3 movie sequels that lived up to the hype

Yet another “Transformers movie is headed to theaters this weekend along side other sequels already in theaters like “22 jump Street,” How to Train Your Dragon 2,” and “Think Like a Man Too.”

Similarly, a recent fan-generated poll on www.rottentomatoes.com indicates that of the 10 most-anticipated movies this summer, six are sequels. Given the huge amount of cash these franchises stand to make, on top of the aforementioned lucrative second installments, it’s very possible that 2014 will be remembered as the year of the sequel. With that in mind, here are three sequels that somehow managed to live up to the considerable hype and pressure they received due to the success of their predecessor.

“Star Wars: Episode V – The Empire Strikes Back” (1980)

When “Star Wars: Episode IV-A New Hope” was released, it immediately became a massive hit. Despite lacking an exorbitant budget for Hollywood standards and a relatively unknown cast, the deep space sci-fi adventure with good and evil people manipulating a spirit essence called The Force is still (adjusting for inflation of ticket prices) the second-highest grossing box office movie of all time.

With the massive and unparalleled success of the first film, it seemed that the second film could not possibly meet the ridiculous standards its predecessor had set. The film turned out to be universally well-received by critics and a huge hit with audiences around the world with the sequel (again, adjusting for inflation) still being the 12th-highest grossing box office film of all time. “The Empire Strikes Back” also has one of the most iconic twists of any film ever to hit the big screen (hint: if you are the only adult alive who has not seen the movie, the ending of the film would make for a terrific episode of ‘Maury’).

“Toy Story 2” (1999)

The first “Toy Story” film not only pushed Pixar to the forefront of the animated movie market, it also gave a much-needed jolt to the genre in general. “Toy Story,” an imaginative story about the secret world of toys when their owners are away, took advantage of recent major technological breakthroughs and was completely computer generated — thus bringing animated flicks into the modern era. While the film looked beautiful, the big-name cast (spearheaded by Tom Hanks as Woody and Tim Allen as Buzz Lightyear), unique and creative plot and family friendly content are the real culprits behind the film’s high level of critical and financial success.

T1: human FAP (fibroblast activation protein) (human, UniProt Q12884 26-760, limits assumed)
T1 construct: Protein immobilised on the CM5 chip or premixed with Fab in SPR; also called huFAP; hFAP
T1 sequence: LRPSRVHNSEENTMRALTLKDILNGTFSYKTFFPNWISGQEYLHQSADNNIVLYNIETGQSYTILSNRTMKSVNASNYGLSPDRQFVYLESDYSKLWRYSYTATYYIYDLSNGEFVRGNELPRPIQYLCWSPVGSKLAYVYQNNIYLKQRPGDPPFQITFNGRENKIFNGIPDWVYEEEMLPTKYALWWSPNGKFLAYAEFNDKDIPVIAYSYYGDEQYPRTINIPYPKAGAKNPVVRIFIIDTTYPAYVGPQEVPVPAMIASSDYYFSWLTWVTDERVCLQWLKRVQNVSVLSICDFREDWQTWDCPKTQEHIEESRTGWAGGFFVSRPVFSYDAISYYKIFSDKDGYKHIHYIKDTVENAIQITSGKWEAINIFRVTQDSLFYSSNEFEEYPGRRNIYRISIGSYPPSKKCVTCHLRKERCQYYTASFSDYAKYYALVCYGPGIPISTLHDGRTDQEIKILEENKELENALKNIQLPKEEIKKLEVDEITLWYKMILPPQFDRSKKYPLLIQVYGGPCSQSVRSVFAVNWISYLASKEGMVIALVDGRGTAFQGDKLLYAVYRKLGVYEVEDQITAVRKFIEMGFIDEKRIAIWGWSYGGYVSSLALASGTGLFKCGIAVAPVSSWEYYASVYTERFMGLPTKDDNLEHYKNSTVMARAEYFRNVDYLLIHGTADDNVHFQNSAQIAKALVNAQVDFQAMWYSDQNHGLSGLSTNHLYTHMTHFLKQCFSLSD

Four years later, “Toy Story 2” was released and critics and audiences alike agreed the sequel was able to replicate the original film’s heart and humor. The second flick would go on to generate nearly $250 million in box office sales but somehow was still thwarted by yet another sequel, which many argue is the best of the three, in 2010.

“The Dark Knight” (2008)

When the WB revealed that it would be rebooting the “Batman” franchise, the announcement generated very little buzz. After some truly bad installments about the caped crusader, most notably George Clooney’s laughable take on the hero, interest in the franchise was considerably dwindled. When “Batman Begins,” starring Christian Bale was released, fans were treated with a much different than previous installments.

Clooney’s “Batman and Robin” and Val Kilmer’s “Batman Forever” had both regressed into cheesy, campy action films that bore more resemblance to Adam West’s TV character than the original comics. Bale’s take on the hero was much deeper and darker and decidedly less kid friendly. While the film did not have staggering box office totals, its notoriety continued to build with strong DVD sales and a new excitement about the franchise was kindled.

When previews of “The Dark Knight” were released, fans were thrilled by the potential of the film. And it did not disappoint in the slightest. Even more grizzly than the first installment, “The Dark Knight” greatly benefitted from a nightmare- inducing take on the psychopathic Joker played by Heath Ledger that would win the Australian actor a posthumous Academy Award for Best Performance by a Supporting Actor. The film was an absolute box office smash, pulling in an astounding $535 million in the U.S. alone.

Dylan Cannon is a regular KSL and OK.com contributor and movie buff whose television and movie intake currently primarily consists of a lot of ‘Curious George’ because it’s his toddler’s favorite show.

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